Power, Voice and Rights- Women’s Political leadership

Sep 20, 2012

Speaker: Ms. Pratibha Mehta, UN Resident Coordinator and UNDP Resident Representative
Time:      9:25-9:40am
Date:       September 20th, 2012
Event:     Charting a Path for Political Equality in Asia

Honourable Members of Parliament,

Distinguished Participants from Viet Nam, Mongolia and Thailand,

UN colleagues,

Ladies and gentlemen,

I am pleased to be with you this morning at this launch of the report on Gender Equality in Elected office in Asia-Pacific.

In the course of the workshop you will hear about the findings and the recommendations of this report. The organizers have asked me to speech from my perspective as UN Resident Coordinator who has worked on women’s political empowerment. 

My first exposure to a large number of women coming together to talk about their issues was as a young girl in 1974 in a small city in India. Of course, at that time I did not realize that all these women had come together in preparation of the first World Conference on Women. My role was simply to make sure that every woman had enough paper and a pencil. I was stuck by the level of bonding, excitement and laughter and the amount of discussions in this room. I could sense that they were all talking about health, education and safety.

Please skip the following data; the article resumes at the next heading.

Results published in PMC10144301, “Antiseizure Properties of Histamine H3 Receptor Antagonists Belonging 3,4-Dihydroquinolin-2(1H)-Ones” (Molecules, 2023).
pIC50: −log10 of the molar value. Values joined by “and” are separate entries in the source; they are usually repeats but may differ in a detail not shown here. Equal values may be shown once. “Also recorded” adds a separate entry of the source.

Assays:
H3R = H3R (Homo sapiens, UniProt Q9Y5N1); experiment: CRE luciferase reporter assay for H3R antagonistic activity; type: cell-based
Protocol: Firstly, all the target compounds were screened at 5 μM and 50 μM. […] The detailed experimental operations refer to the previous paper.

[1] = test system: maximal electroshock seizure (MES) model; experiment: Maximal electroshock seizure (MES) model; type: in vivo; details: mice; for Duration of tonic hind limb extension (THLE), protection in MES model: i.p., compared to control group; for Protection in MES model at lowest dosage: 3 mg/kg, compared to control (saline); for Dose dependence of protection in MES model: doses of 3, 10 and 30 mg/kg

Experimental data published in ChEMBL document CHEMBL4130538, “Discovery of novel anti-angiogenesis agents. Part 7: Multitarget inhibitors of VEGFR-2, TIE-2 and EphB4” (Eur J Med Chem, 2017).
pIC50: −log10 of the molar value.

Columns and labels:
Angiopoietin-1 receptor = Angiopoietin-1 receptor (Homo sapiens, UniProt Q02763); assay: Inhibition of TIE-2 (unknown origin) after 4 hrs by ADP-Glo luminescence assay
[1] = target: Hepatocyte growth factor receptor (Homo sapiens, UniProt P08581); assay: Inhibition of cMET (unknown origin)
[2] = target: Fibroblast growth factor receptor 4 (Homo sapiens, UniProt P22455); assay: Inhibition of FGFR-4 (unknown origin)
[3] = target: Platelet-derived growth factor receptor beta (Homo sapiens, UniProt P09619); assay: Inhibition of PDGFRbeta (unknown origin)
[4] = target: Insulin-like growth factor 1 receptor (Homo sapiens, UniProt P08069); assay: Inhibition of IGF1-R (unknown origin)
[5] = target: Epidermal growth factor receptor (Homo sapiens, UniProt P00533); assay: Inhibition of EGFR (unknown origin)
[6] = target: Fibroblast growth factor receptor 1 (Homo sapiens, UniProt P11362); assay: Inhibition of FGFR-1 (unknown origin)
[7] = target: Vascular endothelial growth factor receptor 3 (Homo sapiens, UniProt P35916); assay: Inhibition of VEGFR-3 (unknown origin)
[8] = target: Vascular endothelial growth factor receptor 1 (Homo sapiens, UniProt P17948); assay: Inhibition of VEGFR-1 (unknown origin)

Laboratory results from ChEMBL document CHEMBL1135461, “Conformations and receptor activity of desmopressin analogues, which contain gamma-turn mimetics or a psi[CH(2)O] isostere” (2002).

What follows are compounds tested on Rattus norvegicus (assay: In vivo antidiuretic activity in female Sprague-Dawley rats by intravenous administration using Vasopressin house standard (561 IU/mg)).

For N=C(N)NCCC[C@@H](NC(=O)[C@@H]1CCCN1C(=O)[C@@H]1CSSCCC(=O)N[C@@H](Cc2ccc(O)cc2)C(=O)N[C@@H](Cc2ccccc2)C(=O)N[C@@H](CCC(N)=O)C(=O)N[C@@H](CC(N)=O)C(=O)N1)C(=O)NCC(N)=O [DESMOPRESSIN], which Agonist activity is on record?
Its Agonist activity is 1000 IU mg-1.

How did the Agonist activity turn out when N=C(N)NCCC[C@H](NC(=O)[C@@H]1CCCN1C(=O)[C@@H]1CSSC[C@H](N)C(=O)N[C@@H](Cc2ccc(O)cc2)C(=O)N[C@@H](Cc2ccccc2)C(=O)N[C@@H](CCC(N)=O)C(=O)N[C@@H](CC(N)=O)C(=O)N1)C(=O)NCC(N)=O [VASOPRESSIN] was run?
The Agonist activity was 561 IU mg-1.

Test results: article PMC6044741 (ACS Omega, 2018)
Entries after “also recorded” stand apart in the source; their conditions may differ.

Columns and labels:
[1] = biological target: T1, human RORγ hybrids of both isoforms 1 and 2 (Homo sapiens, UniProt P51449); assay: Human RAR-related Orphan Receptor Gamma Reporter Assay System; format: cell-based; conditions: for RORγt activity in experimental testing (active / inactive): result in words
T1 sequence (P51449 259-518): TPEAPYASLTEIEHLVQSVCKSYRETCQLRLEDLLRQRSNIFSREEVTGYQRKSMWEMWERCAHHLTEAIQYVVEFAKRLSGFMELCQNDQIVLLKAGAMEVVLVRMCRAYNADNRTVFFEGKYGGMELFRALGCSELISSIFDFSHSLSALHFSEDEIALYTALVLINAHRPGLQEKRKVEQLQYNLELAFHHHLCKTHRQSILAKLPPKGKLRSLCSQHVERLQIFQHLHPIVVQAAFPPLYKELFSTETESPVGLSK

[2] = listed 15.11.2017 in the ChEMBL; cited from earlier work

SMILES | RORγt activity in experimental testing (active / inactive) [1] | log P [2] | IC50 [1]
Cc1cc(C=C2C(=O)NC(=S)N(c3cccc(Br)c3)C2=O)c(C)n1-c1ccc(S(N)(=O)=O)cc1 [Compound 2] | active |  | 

I saw the same level of passion whenever women came together to discuss issues that affected their and their children’s life in every continent I visited. Wherever and whenever women had an opportunity to participate and to be consulted, they had a viewpoint and practical solutions to offer. And I often wondered what would happen if all of these women had the opportunity to be in formal decision-making institutions such as in parliaments. What kind of change would they bring to the political agenda?

A lot of achievements have been made since the first World Conference on Women, but a lot more needs to be done. One of the significant achievements of the last century in the area of gender equality is the increase in participation of women in all spheres of life, but in particular in politics and their role in setting the policy agenda. 

This is a result of many actions, including greater awareness and understanding of women’s rights, and the pressure from women for equality in all areas. I have seen that wherever women have come together as a critical mass in decision-making, issues that were not previously addressed have become priorities.